Whatever one thinks about the moral status of the existing global order, it is hard to imagine circumstances in which philosophical critique would make a difference to it. What came about through the workings of power politics will almost certainly end, if it ever does end, through the workings of power politics. The question for politically engaged intellectuals is what to make of that fact.
Despite the worry that sometimes flares in my body, I have felt that survival, too, needs a cure. That is the work of heaven and of the Promised Land, which lift the eyes of the lowly and sow ambition in the dead. Albert Cleage spent his life juggling the endless search for an earthly heaven with Lorde’s directive to always take care of ourselves together. He never stopped asking two questions: What is the point of black survival if not to aim for the highest good? Why aim high if you can barely survive?
If history has one clear lesson to offer, it is that building a new society on the assumption that humans are natural communards leads all too often to disaster. Time is running out. We must stop burdening our environmentalist critique of capitalism with utopian assumptions about human behavior.
Artists can offer us fantastic symmetries of tamed discord, but these remain silent, beautiful objects unless we put into practice their wisdom—the wisdom we gain these days from the practice of social distance. What will we take with us when we return to the world of people?
What is now not viable in Hegelian terms is a form of capitalism that works actively to suppress and distort what the requirements of labor, production and trade should have taught us: the depth of a mutual dependence that ought to be reflected in institutionalized forms of mutual respect and solidarity.
The coronavirus has only made the alignment between nationalism and a certain sector of the financial elite that much clearer. There are audible sighs of irritation that the nation-state—so long a faithful partner in subduing labor unrest and bailing out one strategic corporate bankruptcy after another—now has to be mobilized to keep consumers and some workers alive. In the face of the virus, national elites have not so much mobilized narratives of the nation as indulged a series of nationalist tantrums.
During the summer, I kept asking myself if I should just go home and be a journalist there, in service of the people. That is not to say in service of my “nation,” since Hong Kong is not recognized as a nation, and never has been.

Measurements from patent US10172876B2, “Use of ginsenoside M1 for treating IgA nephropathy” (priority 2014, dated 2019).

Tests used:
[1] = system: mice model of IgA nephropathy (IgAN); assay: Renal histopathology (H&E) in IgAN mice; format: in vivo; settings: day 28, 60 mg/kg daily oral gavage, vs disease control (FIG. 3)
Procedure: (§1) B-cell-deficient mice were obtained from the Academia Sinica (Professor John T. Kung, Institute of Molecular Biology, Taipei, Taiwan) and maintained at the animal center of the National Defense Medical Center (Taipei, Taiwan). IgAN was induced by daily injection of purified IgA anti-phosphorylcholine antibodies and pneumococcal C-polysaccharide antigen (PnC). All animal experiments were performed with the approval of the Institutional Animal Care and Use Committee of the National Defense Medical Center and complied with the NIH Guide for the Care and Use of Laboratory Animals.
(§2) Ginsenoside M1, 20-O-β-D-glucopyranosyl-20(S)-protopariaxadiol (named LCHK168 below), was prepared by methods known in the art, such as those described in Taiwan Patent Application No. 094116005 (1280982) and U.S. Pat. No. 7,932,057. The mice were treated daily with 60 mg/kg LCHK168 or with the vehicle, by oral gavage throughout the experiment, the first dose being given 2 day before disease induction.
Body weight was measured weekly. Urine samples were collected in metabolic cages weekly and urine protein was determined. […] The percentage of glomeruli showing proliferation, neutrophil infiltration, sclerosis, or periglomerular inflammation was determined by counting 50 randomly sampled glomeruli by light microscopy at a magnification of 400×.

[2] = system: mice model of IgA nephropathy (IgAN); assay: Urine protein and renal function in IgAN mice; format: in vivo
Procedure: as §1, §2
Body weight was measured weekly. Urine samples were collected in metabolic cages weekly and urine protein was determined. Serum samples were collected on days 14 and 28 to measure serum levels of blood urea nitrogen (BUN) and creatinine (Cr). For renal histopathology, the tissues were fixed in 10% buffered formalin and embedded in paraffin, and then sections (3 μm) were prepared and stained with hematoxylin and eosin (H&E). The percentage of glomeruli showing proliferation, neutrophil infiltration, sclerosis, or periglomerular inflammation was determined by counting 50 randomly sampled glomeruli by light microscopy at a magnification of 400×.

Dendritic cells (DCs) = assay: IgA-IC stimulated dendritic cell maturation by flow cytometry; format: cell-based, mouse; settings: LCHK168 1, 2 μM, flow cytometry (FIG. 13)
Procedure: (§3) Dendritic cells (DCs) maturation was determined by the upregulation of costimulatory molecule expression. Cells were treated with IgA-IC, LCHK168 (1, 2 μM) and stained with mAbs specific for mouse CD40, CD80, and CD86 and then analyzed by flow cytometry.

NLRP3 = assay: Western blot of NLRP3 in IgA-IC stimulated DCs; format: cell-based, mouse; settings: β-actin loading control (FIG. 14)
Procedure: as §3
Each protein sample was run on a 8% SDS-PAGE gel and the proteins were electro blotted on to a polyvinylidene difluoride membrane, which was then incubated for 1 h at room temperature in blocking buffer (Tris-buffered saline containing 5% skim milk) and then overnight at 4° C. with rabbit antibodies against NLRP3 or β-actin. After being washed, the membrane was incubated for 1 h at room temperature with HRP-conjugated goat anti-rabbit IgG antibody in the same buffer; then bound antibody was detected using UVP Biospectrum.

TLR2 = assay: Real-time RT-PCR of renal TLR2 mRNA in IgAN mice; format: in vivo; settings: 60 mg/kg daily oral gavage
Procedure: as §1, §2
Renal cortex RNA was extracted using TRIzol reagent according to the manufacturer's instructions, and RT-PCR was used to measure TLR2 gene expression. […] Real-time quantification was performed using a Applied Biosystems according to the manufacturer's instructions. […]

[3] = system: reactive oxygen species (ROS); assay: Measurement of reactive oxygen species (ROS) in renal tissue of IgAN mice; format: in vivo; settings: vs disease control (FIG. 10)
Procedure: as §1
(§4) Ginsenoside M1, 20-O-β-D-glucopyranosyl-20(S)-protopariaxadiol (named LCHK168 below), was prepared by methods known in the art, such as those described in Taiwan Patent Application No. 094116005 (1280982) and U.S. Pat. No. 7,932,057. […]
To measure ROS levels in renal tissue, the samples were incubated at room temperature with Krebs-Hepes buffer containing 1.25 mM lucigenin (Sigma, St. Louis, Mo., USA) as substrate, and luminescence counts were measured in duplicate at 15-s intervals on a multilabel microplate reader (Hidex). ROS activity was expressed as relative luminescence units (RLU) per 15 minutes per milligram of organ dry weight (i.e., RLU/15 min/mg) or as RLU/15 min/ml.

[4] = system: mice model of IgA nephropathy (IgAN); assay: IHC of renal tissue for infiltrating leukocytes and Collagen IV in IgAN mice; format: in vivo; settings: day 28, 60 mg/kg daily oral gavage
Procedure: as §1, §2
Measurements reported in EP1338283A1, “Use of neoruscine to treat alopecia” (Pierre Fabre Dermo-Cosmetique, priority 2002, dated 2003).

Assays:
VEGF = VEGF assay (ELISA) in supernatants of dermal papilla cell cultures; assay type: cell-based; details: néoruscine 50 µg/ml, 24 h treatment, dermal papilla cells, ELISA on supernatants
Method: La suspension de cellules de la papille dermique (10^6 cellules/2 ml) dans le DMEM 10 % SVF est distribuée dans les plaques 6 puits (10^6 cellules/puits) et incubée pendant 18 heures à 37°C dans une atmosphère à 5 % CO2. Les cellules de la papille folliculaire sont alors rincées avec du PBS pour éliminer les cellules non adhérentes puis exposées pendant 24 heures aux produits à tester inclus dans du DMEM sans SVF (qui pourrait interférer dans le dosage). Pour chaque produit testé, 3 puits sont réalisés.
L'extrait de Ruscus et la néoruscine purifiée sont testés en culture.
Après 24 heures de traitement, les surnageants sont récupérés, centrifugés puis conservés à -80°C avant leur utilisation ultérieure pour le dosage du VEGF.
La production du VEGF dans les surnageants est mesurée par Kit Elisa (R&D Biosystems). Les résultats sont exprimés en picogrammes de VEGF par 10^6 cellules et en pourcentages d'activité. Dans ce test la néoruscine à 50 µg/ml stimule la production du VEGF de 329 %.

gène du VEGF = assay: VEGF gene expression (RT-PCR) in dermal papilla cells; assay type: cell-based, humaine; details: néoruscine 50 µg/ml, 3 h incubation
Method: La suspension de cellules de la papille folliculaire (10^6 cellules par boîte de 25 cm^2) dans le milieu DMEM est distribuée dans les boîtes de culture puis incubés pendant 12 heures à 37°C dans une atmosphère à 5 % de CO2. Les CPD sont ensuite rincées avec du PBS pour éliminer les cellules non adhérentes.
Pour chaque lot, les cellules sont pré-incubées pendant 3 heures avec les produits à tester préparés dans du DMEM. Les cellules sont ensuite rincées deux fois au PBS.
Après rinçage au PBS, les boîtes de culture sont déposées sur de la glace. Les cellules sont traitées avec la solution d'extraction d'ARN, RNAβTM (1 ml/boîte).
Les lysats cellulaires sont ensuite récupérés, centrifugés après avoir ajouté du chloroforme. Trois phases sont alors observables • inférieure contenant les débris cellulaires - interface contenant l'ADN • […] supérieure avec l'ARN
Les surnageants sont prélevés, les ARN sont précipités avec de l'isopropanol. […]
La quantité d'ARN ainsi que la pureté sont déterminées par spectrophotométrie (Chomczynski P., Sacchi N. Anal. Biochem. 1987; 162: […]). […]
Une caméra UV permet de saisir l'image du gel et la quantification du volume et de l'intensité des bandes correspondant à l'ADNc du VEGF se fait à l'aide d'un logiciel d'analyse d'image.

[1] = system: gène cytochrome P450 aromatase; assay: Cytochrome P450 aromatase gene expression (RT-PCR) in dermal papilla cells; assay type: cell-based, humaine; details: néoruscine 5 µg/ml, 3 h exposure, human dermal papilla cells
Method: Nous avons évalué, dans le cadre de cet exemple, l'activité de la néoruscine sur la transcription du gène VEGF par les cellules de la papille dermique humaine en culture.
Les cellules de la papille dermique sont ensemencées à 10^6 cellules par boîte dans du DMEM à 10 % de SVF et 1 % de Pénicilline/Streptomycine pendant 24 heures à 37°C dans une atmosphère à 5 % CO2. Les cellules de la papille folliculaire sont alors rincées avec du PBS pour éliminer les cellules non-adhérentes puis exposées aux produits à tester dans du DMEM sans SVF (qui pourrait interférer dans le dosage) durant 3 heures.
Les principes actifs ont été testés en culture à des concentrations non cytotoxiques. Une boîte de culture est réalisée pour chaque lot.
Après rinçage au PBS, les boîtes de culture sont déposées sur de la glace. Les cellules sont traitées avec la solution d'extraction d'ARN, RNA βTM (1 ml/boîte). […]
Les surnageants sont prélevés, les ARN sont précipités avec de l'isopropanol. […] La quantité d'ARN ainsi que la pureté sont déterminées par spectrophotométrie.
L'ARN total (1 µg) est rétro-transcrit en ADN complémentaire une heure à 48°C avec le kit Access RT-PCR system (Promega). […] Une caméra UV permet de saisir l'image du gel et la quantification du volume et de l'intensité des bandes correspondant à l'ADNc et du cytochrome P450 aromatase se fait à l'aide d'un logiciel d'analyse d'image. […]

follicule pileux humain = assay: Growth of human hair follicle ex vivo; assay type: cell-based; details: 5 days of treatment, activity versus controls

Here’s the irony: a growing number of conservatives realize that it will require the assistance of the state to correct many of the problems that have been created by the state—problems caused by the progressive bias against the local, parochial and particular. A further irony is that a national conservatism, targeted toward the aim of “conserving” families, neighborhoods, communities, regions, if it is successful, will actually make our identification with the nation less important, and certainly will make our reliance and focus upon Washington, D.C. less all-encompassing.
But while a feeling of responsibility to humanity may be morally sound in itself, is it actually responsible? Not just Burke with his little platoon but a long line of liberal philosophers stretching back to David Hume have argued that, in practice, the great majority of human beings feel the strongest real commitment to those closest to them, and this sense weakens the further it is extended.
The passport, certainly, cannot settle the seemingly simple question: Where do I come from? Maybe it is Syria and Palestine; maybe neither. Sometimes I identify with what a German immigration officer accidentally stamped on my documents and future German passport, “ungeklärt”—undefined.
Patriotism is a moral mistake and an intellectual mistake, a mistake twice over. We are all subject to it.
Hong Kong is again in the news with Beijing seeking to pass anti-dissent national security laws; crucially, it plans to do so via the National People’s Congress, sidestepping Hong Kong’s own legislature. To Hong Kongers who care about civil liberties, this feels like the last straw. Then again, it’s been a year of many last straws.
Sontag’s ethic is one of truth: we are to see illness as it really is. But what is the truth about illness?
Moaveni questions the very idea of “radicalization,” putting the term in scare quotes and describing it skeptically as “some fuzzy ideological process” and “a notion that reliably elicited Western donor funding to local civil society organizations.” But what these women did strikes me as very radical indeed.
Sandersism’s diagnosis of the American condition is an explicit inversion of the traditional form of American exceptionalism. America is not a shining city on the hill, a beacon to the world. It is instead a trash heap whose subterranean flames glumly flicker and yet whose fumes somehow manage to pollute the globe. America is not merely fallen; it is the devil itself. (“God damn America!”) If America is exceptional, according to Sandersism, it is exceptionally bad.
The girl so perfect she must be violated is Serena van der Woodsen, a gold-plated human thoroughbred played by Blake Lively, who has recently returned to New York after spending some time hiding out at boarding school in Connecticut. Her best friend—and later Chuck’s lover and co-conspirator—is a brunette named Blair Waldorf who is played by Leighton Meester, and dresses like an American Girl doll whose ethnicity is “bitch.”